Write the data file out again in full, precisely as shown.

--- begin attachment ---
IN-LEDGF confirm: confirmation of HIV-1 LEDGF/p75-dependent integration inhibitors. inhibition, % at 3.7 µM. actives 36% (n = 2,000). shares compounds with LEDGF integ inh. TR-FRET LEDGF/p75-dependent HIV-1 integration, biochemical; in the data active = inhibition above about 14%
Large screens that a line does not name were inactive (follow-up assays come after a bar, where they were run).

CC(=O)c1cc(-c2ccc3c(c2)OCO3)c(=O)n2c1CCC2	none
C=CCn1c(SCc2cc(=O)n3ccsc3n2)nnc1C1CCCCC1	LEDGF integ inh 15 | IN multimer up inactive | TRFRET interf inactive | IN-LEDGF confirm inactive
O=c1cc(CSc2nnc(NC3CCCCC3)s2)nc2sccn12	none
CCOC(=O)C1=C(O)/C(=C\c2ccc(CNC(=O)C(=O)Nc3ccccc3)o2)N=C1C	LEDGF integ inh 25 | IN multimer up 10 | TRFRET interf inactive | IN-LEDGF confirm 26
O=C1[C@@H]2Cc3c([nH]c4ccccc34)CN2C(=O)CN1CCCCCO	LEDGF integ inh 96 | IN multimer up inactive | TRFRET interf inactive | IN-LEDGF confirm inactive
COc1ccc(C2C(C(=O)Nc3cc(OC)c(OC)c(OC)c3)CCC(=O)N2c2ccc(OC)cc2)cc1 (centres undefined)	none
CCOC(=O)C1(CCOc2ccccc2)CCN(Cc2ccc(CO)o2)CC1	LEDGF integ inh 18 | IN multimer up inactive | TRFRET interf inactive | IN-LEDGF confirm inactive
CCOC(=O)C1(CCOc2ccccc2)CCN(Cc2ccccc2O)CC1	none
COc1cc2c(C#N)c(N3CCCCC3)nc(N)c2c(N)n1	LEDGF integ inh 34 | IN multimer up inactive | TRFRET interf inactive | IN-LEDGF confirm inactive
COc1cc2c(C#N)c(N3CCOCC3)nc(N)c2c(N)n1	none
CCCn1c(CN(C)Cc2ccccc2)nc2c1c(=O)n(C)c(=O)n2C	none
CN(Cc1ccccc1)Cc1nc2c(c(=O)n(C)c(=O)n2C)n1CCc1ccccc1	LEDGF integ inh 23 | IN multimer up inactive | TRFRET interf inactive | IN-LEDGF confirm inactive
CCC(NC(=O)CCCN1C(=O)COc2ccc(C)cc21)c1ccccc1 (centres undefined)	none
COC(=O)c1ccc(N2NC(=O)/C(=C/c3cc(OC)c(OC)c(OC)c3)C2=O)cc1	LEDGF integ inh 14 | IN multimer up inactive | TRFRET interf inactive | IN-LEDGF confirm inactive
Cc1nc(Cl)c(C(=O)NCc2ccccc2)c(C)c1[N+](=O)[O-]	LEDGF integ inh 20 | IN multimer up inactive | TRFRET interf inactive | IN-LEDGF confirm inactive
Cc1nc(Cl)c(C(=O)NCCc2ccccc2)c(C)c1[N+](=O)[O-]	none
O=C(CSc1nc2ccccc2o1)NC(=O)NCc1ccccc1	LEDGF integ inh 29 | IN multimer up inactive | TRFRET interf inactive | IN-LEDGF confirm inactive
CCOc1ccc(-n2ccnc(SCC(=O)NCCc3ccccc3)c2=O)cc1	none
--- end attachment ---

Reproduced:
IN-LEDGF confirm: confirmation of HIV-1 LEDGF/p75-dependent integration inhibitors. inhibition, % at 3.7 µM. actives 36% (n = 2,000). shares compounds with LEDGF integ inh. TR-FRET LEDGF/p75-dependent HIV-1 integration, biochemical; in the data active = inhibition above about 14%
Large screens that a line does not name were inactive (follow-up assays come after a bar, where they were run).

CC(=O)c1cc(-c2ccc3c(c2)OCO3)c(=O)n2c1CCC2	none
C=CCn1c(SCc2cc(=O)n3ccsc3n2)nnc1C1CCCCC1	LEDGF integ inh 15 | IN multimer up inactive | TRFRET interf inactive | IN-LEDGF confirm inactive
O=c1cc(CSc2nnc(NC3CCCCC3)s2)nc2sccn12	none
CCOC(=O)C1=C(O)/C(=C\c2ccc(CNC(=O)C(=O)Nc3ccccc3)o2)N=C1C	LEDGF integ inh 25 | IN multimer up 10 | TRFRET interf inactive | IN-LEDGF confirm 26
O=C1[C@@H]2Cc3c([nH]c4ccccc34)CN2C(=O)CN1CCCCCO	LEDGF integ inh 96 | IN multimer up inactive | TRFRET interf inactive | IN-LEDGF confirm inactive
COc1ccc(C2C(C(=O)Nc3cc(OC)c(OC)c(OC)c3)CCC(=O)N2c2ccc(OC)cc2)cc1 (centres undefined)	none
CCOC(=O)C1(CCOc2ccccc2)CCN(Cc2ccc(CO)o2)CC1	LEDGF integ inh 18 | IN multimer up inactive | TRFRET interf inactive | IN-LEDGF confirm inactive
CCOC(=O)C1(CCOc2ccccc2)CCN(Cc2ccccc2O)CC1	none
COc1cc2c(C#N)c(N3CCCCC3)nc(N)c2c(N)n1	LEDGF integ inh 34 | IN multimer up inactive | TRFRET interf inactive | IN-LEDGF confirm inactive
COc1cc2c(C#N)c(N3CCOCC3)nc(N)c2c(N)n1	none
CCCn1c(CN(C)Cc2ccccc2)nc2c1c(=O)n(C)c(=O)n2C	none
CN(Cc1ccccc1)Cc1nc2c(c(=O)n(C)c(=O)n2C)n1CCc1ccccc1	LEDGF integ inh 23 | IN multimer up inactive | TRFRET interf inactive | IN-LEDGF confirm inactive
CCC(NC(=O)CCCN1C(=O)COc2ccc(C)cc21)c1ccccc1 (centres undefined)	none
COC(=O)c1ccc(N2NC(=O)/C(=C/c3cc(OC)c(OC)c(OC)c3)C2=O)cc1	LEDGF integ inh 14 | IN multimer up inactive | TRFRET interf inactive | IN-LEDGF confirm inactive
Cc1nc(Cl)c(C(=O)NCc2ccccc2)c(C)c1[N+](=O)[O-]	LEDGF integ inh 20 | IN multimer up inactive | TRFRET interf inactive | IN-LEDGF confirm inactive
Cc1nc(Cl)c(C(=O)NCCc2ccccc2)c(C)c1[N+](=O)[O-]	none
O=C(CSc1nc2ccccc2o1)NC(=O)NCc1ccccc1	LEDGF integ inh 29 | IN multimer up inactive | TRFRET interf inactive | IN-LEDGF confirm inactive
CCOc1ccc(-n2ccnc(SCC(=O)NCCc3ccccc3)c2=O)cc1	none